Welcome to UK's #1 choice for all things rubber!

Shopping Cart

  • 0 Item
  • |
  • £0.00

Roobarb & Custard

If you were around in the 1970s, the familiar sound of the Roobarb and Custard theme song is sure to evoke happy memories of the BBC's famous cartoon about a dog and cat who are always getting into scrapes.

What many people may not know is that Roobarb was actually based on a real dog - a Welsh border collie who was writer, Grange Calveley's pet. Calveley, now aged 74, wrote Roobard and Custard as an antidote to the endless stream of American cartoons that were imported for UK television in the early '70s.

The artist and writer reportedly grew tired of watching the slick animations of shows like Top Cat and The Jepsons and decided to go back to basics. Using a technique called "boiling", he created the wobbly, bouncy, colourful style of Roobard and Custard that fans grew to love.

After Calveley wrote the script for the BBC, he and the other animators painstakingly drew the cartoon using old-fashioned marker pens on paper. Animators included the BAFTA award winner Bob Godfrey, whose career as an animator spanned more than 50 years.

First broadcast on 21st October 1974, the result of the collaboration was a totally unique animated series that has a bit of a cult following more than four decades later. Although it ran for only 30 episodes, these are often repeated to this day and are much loved by new generations of viewers.

Calveley's own dog was the inspiration for the cartoon character - a green dog whose pal in the animated series was Custard, the pink cat who lived next door. Custard too was based on a real-life cat - a huge feline who belonged to Calveley's own neighbour.

Each episode was five minutes in length and the story was narrated by actor Richard Briers, who also provided the characters' voices. They all began with the famous theme tune, written by Johnny Hawksworth.

With a shaggy tail, Roobarb was a rather wild looking dog who loved bones, adventures and eating various rather odd foods such as coal, books, shoes, chairs and carpets. He is a kind-hearted canine who befriends everyone he meets. His rival and friend is the chubby cat, Custard, who lives in a small, cosy house next door.

Custard often tries to sabotage Roobarb's day by playing pranks, but despite tormenting the dog, he cares about him deep down and does kind deeds for his pal, such as dressing up as Father Christmas for Roobarb's party.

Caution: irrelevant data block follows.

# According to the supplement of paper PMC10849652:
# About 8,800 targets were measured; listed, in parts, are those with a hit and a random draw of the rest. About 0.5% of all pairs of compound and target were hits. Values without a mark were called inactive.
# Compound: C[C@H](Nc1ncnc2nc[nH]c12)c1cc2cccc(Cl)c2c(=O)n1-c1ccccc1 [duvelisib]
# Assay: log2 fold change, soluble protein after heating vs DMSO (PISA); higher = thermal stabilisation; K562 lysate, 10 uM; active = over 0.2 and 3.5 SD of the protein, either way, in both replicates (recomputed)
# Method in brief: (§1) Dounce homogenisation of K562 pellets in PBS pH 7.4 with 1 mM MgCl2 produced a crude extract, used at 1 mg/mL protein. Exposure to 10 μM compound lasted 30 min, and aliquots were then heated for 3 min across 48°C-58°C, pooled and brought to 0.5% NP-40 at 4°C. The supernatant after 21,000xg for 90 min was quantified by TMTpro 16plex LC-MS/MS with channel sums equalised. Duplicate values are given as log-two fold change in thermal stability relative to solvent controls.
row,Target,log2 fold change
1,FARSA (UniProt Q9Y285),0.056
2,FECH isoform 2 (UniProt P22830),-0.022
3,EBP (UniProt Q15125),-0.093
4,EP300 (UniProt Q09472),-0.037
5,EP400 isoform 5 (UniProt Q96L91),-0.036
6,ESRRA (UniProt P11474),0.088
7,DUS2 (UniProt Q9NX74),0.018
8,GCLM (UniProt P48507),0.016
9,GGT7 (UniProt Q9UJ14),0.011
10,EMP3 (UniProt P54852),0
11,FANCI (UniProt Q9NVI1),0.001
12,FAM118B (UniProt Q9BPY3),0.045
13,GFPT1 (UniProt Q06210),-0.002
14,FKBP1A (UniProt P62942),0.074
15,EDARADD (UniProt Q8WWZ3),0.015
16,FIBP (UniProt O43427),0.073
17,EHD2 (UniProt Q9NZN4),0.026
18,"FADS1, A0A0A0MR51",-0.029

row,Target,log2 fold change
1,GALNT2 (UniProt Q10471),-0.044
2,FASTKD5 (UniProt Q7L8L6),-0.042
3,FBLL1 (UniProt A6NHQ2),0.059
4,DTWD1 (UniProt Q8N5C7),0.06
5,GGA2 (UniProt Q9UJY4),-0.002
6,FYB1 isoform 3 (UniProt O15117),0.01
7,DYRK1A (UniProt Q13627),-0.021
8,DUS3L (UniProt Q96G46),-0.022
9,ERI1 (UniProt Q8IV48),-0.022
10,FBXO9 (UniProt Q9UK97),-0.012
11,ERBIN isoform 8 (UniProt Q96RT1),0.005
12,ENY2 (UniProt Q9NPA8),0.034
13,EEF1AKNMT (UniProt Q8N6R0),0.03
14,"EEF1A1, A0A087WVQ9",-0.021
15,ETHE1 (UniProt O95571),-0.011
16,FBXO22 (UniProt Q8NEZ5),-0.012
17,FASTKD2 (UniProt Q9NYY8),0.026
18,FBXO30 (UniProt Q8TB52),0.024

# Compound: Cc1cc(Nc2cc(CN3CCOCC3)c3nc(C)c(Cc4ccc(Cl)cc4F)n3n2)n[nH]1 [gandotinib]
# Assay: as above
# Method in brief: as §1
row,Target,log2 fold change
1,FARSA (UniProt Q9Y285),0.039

The cartoon's gentle humour, small garden setting and suburban accents provided an alternative to other animated programmes, such as The Magic Roundabout. Perhaps surprisingly, it was as popular among adults as it was with the kids.

Calveley wrote a book in 2013 entitled 'Roobarb: An Illuminated Biogwoofy', in which he described the antics of the real life Roobard, his collie dog, who was so energetic he used to leap into the air and land in the fork of a tree. His antics were incorporated into the cartoon's opening sequence.

The animated Roobarb was very much like the real-life version. Calveley said both were happy in a sunny garden with plenty of trees, bone-holes, "things that sniffed good" and "things that bounced."

As if proof was needed that Roobarb and Custard had stood the test of time, a new series entitled Roobarb and Custard Too was broadcast on Channel 5. Running for 39 episodes, from 8th August 2005, it was again written by Calveley and narrated by Briers, with animation by Monster Animation and Design.

Although modern methods of computer animation were used, the cartoon retained the "wobbly" look. The new series had some new characters, including Mouse, who helped with Roobarb's home-made computer, with the play on "computer mouse", of course!

The original series had seven million viewers in its old slot, immediately before the BBC1 Six o'clock News. The BBC went on to sell the series to more than 40 countries. It has been re-run in the USA on the Nickelodeon children's network and in Australia on ABC. There is even a Roobarb and Custard website.

If you care for dogs and cats yourself, particularly if you run kennels or a cattery, Coruba's top-quality animal rubber matting products add insulation and comfort to their living environment – they are also simple to install and conveniently easy to clean! Please contact us for information.

Recent Posts

Facts about Rubber During The War

Facts about Rubber During The War

Posted On: November 4, 2021

Benefits of Common Rubber Polymers

Benefits of Common Rubber Polymers

Posted On: October 21, 2021

How Do Anti-Fatigue Mats Work?

How Do Anti-Fatigue Mats Work?

Posted On: September 24, 2021

Benefits of Kitchen Matting

Benefits of Kitchen Matting

Posted On: August 26, 2021